Even though a person has handled thousands of pennies, one must pause to determine the answer to the Lincoln penny profile question. Why? Because even though a penny is handled countless times, one cannot readily recall its details since they were not attentive - not selected - and therefore not retained to memory.

Teachers must remember that when students are not paying attention to the lesson, it doesn’t mean they are inattentive. Students are always paying attention to sensory input, but maybe not the sensory input of the lesson.

In summary, teachers should often remind themselves that the brain is “addicted to drugs.” Educators should remain cognitive of the fact the brain learns best when learning is accompanied by positive emotion and the production of dopamine, which increases focus, memory, and motivation and is essential for successful learning and long-term retention of information.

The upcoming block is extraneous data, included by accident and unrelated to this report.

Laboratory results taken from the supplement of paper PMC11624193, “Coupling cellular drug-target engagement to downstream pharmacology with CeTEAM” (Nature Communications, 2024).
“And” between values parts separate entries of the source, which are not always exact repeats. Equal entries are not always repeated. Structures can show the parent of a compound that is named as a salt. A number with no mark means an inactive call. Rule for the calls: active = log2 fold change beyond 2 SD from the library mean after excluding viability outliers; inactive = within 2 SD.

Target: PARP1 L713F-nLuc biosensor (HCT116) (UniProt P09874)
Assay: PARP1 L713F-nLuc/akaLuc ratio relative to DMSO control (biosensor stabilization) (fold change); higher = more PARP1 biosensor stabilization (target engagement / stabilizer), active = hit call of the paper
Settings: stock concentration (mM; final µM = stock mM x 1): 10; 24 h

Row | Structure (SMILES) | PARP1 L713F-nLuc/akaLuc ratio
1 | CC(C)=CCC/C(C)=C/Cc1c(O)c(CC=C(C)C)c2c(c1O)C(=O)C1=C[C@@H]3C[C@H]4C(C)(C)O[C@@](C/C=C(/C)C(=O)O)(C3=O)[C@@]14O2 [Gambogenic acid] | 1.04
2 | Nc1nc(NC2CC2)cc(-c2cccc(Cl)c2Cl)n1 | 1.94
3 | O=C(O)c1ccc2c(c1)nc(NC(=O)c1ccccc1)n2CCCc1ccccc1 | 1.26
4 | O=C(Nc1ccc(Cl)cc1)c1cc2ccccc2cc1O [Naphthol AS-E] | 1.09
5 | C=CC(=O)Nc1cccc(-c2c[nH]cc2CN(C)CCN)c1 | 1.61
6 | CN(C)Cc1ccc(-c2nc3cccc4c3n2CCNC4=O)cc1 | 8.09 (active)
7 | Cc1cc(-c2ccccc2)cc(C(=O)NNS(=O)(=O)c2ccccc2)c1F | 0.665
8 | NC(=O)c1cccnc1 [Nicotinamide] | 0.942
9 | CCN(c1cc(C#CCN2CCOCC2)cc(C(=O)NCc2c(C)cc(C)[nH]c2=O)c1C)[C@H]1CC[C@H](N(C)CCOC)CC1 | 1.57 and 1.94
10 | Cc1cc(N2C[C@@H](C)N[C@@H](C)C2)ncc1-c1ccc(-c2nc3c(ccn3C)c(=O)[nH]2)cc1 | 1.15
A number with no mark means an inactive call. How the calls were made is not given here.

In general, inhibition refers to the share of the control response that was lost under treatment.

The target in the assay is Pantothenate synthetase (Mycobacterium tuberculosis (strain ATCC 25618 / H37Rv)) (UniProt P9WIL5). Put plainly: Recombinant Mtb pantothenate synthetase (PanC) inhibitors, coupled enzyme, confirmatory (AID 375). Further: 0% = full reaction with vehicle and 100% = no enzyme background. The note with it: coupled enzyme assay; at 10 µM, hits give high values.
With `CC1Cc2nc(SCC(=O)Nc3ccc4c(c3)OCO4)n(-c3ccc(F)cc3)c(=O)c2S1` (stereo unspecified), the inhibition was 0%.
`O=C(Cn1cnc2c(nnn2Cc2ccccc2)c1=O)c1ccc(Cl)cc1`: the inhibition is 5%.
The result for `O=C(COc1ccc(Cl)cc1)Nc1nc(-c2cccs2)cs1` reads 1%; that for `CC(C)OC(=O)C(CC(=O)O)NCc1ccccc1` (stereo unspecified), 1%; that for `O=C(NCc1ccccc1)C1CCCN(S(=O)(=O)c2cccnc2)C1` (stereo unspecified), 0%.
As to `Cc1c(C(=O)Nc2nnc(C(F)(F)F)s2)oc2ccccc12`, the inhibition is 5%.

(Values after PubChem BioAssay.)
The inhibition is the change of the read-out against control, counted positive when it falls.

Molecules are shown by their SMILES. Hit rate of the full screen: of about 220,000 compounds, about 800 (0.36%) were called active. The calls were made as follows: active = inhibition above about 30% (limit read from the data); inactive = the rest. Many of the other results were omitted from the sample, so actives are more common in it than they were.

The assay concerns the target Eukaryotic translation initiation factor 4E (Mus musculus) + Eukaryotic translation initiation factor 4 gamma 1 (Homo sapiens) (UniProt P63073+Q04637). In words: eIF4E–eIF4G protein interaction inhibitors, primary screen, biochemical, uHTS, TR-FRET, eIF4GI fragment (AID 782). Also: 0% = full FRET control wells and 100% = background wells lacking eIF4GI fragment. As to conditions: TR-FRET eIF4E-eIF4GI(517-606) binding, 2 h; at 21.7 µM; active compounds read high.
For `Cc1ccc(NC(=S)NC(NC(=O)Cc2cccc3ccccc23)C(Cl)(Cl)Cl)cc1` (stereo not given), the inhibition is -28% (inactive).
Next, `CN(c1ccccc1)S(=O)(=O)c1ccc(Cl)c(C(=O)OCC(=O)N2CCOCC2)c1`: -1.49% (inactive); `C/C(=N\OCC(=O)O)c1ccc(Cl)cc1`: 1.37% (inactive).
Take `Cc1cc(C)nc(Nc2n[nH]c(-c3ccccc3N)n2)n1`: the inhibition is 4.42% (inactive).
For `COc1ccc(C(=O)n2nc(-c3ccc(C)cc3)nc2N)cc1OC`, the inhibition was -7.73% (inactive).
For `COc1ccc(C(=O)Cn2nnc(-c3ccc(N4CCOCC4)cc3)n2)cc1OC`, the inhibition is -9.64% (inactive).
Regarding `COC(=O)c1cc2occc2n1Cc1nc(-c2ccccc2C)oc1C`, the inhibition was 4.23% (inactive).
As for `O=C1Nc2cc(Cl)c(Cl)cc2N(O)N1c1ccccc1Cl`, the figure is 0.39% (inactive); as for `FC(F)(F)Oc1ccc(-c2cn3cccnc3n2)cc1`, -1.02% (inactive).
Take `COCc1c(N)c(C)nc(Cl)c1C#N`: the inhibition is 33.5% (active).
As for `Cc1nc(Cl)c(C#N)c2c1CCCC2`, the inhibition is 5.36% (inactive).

Educators must keep in mind that establishing an atmosphere of an empathic classroom, remembering that all students want to feel autonomous, self-determined, and connected,” that students learn best when they have growth mind-set, use the inherent advantages of prediction, and realize the effectiveness of simply smiling and laughing. All will help improve learning for all students by activating the release of dopamine, the pleasure-seeking molecule that contributes to one of the brain’s six primary functions- Pleasure-seeking.


“If we can control the attention of the child, we solve the problems of education.” Maria Montessori

This month Ed Tip will examine how to improve students' learning by activating their attention.